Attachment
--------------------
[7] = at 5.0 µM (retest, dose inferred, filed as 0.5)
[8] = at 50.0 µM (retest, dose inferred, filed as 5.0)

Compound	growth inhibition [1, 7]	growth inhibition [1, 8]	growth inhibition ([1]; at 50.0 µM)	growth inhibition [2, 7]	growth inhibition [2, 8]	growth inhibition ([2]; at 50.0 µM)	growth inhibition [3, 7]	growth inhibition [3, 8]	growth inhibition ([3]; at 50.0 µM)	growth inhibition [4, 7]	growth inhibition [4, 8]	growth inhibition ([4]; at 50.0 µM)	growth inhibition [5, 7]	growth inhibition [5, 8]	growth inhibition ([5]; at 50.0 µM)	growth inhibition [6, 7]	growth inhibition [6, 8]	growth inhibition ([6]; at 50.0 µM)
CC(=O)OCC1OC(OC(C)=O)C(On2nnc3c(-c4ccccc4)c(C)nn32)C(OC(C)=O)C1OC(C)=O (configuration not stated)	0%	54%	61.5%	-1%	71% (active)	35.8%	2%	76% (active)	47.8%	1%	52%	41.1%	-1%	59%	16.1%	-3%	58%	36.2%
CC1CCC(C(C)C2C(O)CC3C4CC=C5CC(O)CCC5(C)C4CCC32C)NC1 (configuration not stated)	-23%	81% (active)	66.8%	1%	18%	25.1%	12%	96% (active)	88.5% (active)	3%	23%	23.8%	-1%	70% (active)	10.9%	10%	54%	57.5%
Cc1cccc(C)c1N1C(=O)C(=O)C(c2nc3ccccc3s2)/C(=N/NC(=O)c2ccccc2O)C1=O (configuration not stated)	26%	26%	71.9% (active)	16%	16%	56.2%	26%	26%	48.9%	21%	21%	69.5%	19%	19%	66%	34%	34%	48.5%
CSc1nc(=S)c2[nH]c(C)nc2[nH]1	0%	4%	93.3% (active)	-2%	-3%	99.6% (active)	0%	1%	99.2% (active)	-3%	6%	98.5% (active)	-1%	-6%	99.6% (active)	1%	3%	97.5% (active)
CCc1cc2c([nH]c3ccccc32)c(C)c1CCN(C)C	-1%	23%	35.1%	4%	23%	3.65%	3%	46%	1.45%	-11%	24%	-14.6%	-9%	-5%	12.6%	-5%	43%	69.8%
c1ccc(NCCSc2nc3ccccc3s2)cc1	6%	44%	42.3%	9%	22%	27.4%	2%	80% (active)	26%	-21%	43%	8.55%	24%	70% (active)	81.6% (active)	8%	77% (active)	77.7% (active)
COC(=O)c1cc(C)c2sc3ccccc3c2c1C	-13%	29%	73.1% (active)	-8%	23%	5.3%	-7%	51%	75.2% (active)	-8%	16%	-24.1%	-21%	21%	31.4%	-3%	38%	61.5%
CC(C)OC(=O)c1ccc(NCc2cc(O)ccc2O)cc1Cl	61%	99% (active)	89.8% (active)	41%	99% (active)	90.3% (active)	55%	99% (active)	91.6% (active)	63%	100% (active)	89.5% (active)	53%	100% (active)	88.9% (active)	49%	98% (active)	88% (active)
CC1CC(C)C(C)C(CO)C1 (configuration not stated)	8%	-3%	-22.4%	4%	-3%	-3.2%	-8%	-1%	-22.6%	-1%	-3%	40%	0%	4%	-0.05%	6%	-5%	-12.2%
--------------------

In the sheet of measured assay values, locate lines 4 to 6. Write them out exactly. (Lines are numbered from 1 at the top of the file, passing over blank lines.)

CC(=O)OCC1OC(OC(C)=O)C(On2nnc3c(-c4ccccc4)c(C)nn32)C(OC(C)=O)C1OC(C)=O (configuration not stated)	0%	54%	61.5%	-1%	71% (active)	35.8%	2%	76% (active)	47.8%	1%	52%	41.1%	-1%	59%	16.1%	-3%	58%	36.2%
CC1CCC(C(C)C2C(O)CC3C4CC=C5CC(O)CCC5(C)C4CCC32C)NC1 (configuration not stated)	-23%	81% (active)	66.8%	1%	18%	25.1%	12%	96% (active)	88.5% (active)	3%	23%	23.8%	-1%	70% (active)	10.9%	10%	54%	57.5%
Cc1cccc(C)c1N1C(=O)C(=O)C(c2nc3ccccc3s2)/C(=N/NC(=O)c2ccccc2O)C1=O (configuration not stated)	26%	26%	71.9% (active)	16%	16%	56.2%	26%	26%	48.9%	21%	21%	69.5%	19%	19%	66%	34%	34%	48.5%